The construction of a railway line that linked the Canada created in 1867 with the western provinces that joined Confederation a few years later is an essential Canadian creation myth. The "national dream,” as John A. Macdonald called it, is mostly evoked as a feat of engineering that bound a young nation together.
But that’s the romantic side of the coin. Flip it over and you’ll find a different bit of train lore: A tale of corruption, cronyism, government bailouts, bankruptcies and nationalization, all of which lead us to today, where passenger services are taxpayer-subsidized and the lucrative business of hauling freight is in the hands of billion-dollar corporations created on the public dime.
And yet Ottawa and Via Rail, the Crown corporation formed in 1977 after Canadian Pacific and Canadian National begged off of the money-losing passenger business, can’t quite shake the romance of train travel out of their heads.
Where once the railways carried 60 million passengers a year, by the 1970s that had dropped below 5 million, thanks to competition from air travel and the rise of the car.
Via today runs all passenger service between major Canadian cities. Last year, it lost $93-million on its busiest route – the Montreal-Ottawa-Toronto service. Over all in 2018, it carried 4.7-million passengers, had an operating loss of $272.6-million, and received $394-million in government subsidies.
As well, Via’s trains only arrived on schedule about 70 per cent of the time in 2018.
In spite of these downsides, Via thinks it can run a profitable passenger service in the most populated area of the country. Its proposal is to build what it calls “high-frequency rail” in the Toronto-Ottawa-Montreal-Quebec City corridor.
High-speed service, where trains run in excess of 200 kilometres an hour, has been mooted as a possibility in the past, but it has always proven to be too expensive and complicated to implement.
Via’s high-frequency plan is more practical and less expensive. Instead of trains that go super fast, it involves trains that clip along at a healthy 160 km/h, and which leave more frequently and arrive on schedule.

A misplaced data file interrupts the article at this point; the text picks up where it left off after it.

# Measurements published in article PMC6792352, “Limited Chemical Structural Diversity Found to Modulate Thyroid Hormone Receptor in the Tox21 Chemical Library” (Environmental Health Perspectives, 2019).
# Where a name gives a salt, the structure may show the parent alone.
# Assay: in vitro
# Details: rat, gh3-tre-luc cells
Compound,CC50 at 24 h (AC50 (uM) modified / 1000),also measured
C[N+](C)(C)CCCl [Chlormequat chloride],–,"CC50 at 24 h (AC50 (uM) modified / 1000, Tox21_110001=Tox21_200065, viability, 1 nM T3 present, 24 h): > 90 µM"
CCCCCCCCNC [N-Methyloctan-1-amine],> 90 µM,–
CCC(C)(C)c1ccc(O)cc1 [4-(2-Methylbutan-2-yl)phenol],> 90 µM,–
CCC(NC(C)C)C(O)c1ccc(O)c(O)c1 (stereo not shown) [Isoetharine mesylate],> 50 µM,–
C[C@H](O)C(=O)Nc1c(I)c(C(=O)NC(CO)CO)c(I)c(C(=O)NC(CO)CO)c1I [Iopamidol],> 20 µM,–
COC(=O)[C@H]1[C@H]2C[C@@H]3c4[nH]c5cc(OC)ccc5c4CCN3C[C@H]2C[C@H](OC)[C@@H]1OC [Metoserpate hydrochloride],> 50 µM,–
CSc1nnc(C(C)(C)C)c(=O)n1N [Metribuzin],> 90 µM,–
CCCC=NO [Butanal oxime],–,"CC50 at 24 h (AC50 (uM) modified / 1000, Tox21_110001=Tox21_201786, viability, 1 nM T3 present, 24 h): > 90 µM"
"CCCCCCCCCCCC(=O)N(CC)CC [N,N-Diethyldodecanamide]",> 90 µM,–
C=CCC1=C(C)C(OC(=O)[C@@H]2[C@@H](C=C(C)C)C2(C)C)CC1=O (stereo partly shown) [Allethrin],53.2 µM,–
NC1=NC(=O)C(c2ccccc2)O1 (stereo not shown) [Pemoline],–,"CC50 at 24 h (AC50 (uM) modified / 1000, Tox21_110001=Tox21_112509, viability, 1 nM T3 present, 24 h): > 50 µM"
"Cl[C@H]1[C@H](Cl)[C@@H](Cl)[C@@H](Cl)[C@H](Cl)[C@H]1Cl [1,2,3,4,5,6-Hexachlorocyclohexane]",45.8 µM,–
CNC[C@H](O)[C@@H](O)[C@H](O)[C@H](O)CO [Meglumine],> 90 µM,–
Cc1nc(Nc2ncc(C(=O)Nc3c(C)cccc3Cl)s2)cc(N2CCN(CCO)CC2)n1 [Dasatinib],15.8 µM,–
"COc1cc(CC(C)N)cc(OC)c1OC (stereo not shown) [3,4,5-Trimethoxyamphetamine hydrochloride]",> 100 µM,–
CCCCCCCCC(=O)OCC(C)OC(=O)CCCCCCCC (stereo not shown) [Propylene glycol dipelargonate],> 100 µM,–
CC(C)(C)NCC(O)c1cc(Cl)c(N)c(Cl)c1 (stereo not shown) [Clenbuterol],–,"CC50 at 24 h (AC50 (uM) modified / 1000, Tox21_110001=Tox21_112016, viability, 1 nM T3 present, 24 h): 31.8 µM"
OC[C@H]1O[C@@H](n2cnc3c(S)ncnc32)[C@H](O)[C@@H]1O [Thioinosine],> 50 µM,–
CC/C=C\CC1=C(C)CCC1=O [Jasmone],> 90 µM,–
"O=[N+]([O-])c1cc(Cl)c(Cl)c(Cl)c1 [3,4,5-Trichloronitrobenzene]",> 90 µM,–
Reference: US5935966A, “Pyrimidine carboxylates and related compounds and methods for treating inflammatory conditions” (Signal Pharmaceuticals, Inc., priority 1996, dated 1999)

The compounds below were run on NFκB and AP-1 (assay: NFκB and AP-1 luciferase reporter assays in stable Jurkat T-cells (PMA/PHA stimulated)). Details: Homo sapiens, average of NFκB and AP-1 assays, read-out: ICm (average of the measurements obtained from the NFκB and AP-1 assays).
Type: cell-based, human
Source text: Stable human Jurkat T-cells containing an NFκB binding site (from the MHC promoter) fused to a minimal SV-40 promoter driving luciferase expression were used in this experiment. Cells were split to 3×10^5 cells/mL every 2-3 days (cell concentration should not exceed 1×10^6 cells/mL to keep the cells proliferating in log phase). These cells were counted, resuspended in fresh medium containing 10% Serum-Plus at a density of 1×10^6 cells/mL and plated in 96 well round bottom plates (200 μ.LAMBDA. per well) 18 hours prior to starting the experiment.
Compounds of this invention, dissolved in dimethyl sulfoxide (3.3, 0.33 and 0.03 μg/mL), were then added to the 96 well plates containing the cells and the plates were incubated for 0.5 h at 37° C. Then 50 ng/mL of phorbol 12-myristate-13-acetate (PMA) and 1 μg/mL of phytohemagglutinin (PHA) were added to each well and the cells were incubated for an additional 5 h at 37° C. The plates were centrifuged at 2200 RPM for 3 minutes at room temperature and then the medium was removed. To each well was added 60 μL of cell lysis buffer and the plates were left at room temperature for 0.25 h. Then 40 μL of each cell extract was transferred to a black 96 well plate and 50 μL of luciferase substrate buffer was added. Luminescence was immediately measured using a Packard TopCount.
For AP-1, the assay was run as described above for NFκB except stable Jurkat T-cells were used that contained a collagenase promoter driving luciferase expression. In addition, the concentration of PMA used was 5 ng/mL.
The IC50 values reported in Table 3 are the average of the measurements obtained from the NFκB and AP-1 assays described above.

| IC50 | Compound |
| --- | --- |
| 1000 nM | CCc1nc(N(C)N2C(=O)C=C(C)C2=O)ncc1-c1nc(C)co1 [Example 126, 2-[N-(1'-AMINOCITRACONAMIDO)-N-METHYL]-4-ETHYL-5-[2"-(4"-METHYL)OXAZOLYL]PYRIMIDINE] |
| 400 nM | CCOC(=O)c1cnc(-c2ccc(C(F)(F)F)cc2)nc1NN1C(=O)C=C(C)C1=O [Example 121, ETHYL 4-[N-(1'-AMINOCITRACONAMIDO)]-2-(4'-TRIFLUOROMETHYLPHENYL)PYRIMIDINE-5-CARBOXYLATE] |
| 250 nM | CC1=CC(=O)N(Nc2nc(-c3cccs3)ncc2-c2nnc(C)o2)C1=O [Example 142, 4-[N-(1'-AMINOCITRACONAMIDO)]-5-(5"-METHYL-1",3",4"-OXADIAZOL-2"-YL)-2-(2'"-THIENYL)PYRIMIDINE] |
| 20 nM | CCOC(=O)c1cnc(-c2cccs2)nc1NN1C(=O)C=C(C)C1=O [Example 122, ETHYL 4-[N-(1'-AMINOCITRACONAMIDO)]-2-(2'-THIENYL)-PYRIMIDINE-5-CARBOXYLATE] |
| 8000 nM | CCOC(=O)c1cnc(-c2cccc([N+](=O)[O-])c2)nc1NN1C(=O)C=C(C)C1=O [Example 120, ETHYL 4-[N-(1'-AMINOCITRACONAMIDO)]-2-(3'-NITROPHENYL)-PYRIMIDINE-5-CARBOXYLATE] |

Via estimates that, for $4.4-billion, it can build a dedicated passenger line north of the current route that hugs the shore of Lake Ontario, and which is choked with freight traffic.
The new line would run from Toronto, through Peterborough, Ont., and on to Ottawa, where it would jog down to Montreal and then continue on to Quebec City along the north shore of the St. Lawrence River.
Via says the line would allow it to make the Ottawa-Toronto run in 3 hours and 15 minutes, as opposed to the current 4 hours and 30 minutes. More people would use it, Via says, and the service would become profitable.
The federal government is on board. Last December, it gave Via $1-billion to upgrade its aging stock; in June, Transport Canada and the embryonic Canada Infrastructure Bank together gave it another $71-million for feasibility studies of its high-frequency proposal.
The money from the Infrastructure Bank is important, because it is an implicit endorsement of Via’s belief that it can get the private sector to invest in its project.
But while it would be nice to think that a modern, reliable and speedy rail service between the country’s two biggest cities would be economically viable, the odds are against it.
People have a lot of other options. There are more flights than ever between Montreal, Ottawa and Toronto, including from downtown Toronto’s Billy Bishop Airport – and air travellers aren’t getting a taxpayer subsidy. And while Ottawa daydreams about rejuvenating rail, governments are constantly expanding free highways, which are a subsidy to travel by car, ride-hailing services or bus.
If highways were tolled, passenger rail in Southern Ontario and Quebec might stand a chance. But the main reason the Montreal-Toronto corridor still doesn’t have high-speed rail, or even medium-speed rail, is because building it has always come with the need for a very large subsidy from taxpayers. Queen’s Park and Ottawa have made vague promises about supertrains before, often prior to elections, but the costly idea then gets shunted onto a siding, and with good reason.
If the Infrastructure Bank can jump-start a big private rail investment with a small amount of public seed money, then Canadians should support that. Otherwise, this train should remain in the station.